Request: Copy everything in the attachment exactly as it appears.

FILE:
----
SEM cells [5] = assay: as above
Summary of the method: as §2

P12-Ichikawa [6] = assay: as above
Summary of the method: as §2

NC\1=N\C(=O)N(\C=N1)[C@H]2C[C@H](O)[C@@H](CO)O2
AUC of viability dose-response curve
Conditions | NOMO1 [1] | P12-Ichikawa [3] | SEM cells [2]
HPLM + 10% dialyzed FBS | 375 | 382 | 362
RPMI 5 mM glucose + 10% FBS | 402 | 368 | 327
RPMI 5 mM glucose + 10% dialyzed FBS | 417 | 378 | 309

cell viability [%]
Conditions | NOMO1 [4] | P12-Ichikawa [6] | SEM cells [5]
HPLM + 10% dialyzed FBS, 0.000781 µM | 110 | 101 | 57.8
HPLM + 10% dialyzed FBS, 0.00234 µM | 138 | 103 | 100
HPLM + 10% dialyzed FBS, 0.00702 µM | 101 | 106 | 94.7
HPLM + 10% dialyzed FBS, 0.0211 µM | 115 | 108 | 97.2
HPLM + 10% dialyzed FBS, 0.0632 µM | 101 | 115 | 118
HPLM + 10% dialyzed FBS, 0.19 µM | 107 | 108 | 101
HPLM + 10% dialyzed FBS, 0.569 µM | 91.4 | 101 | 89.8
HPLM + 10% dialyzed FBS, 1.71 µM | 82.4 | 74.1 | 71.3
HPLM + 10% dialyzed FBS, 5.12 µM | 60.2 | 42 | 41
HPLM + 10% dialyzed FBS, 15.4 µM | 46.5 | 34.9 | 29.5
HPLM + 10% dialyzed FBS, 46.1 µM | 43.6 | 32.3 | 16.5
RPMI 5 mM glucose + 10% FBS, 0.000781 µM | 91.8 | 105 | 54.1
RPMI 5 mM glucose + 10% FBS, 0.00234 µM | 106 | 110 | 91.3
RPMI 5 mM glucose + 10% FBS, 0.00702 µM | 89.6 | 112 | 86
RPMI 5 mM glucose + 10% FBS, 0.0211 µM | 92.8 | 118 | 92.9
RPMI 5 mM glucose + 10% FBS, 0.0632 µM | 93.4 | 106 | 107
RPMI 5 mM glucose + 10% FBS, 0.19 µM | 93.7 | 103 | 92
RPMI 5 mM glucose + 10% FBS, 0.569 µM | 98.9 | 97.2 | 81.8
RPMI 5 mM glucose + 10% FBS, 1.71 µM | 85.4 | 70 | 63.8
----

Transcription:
SEM cells [5] = assay: as above
Summary of the method: as §2

P12-Ichikawa [6] = assay: as above
Summary of the method: as §2

NC\1=N\C(=O)N(\C=N1)[C@H]2C[C@H](O)[C@@H](CO)O2
AUC of viability dose-response curve
Conditions | NOMO1 [1] | P12-Ichikawa [3] | SEM cells [2]
HPLM + 10% dialyzed FBS | 375 | 382 | 362
RPMI 5 mM glucose + 10% FBS | 402 | 368 | 327
RPMI 5 mM glucose + 10% dialyzed FBS | 417 | 378 | 309

cell viability [%]
Conditions | NOMO1 [4] | P12-Ichikawa [6] | SEM cells [5]
HPLM + 10% dialyzed FBS, 0.000781 µM | 110 | 101 | 57.8
HPLM + 10% dialyzed FBS, 0.00234 µM | 138 | 103 | 100
HPLM + 10% dialyzed FBS, 0.00702 µM | 101 | 106 | 94.7
HPLM + 10% dialyzed FBS, 0.0211 µM | 115 | 108 | 97.2
HPLM + 10% dialyzed FBS, 0.0632 µM | 101 | 115 | 118
HPLM + 10% dialyzed FBS, 0.19 µM | 107 | 108 | 101
HPLM + 10% dialyzed FBS, 0.569 µM | 91.4 | 101 | 89.8
HPLM + 10% dialyzed FBS, 1.71 µM | 82.4 | 74.1 | 71.3
HPLM + 10% dialyzed FBS, 5.12 µM | 60.2 | 42 | 41
HPLM + 10% dialyzed FBS, 15.4 µM | 46.5 | 34.9 | 29.5
HPLM + 10% dialyzed FBS, 46.1 µM | 43.6 | 32.3 | 16.5
RPMI 5 mM glucose + 10% FBS, 0.000781 µM | 91.8 | 105 | 54.1
RPMI 5 mM glucose + 10% FBS, 0.00234 µM | 106 | 110 | 91.3
RPMI 5 mM glucose + 10% FBS, 0.00702 µM | 89.6 | 112 | 86
RPMI 5 mM glucose + 10% FBS, 0.0211 µM | 92.8 | 118 | 92.9
RPMI 5 mM glucose + 10% FBS, 0.0632 µM | 93.4 | 106 | 107
RPMI 5 mM glucose + 10% FBS, 0.19 µM | 93.7 | 103 | 92
RPMI 5 mM glucose + 10% FBS, 0.569 µM | 98.9 | 97.2 | 81.8
RPMI 5 mM glucose + 10% FBS, 1.71 µM | 85.4 | 70 | 63.8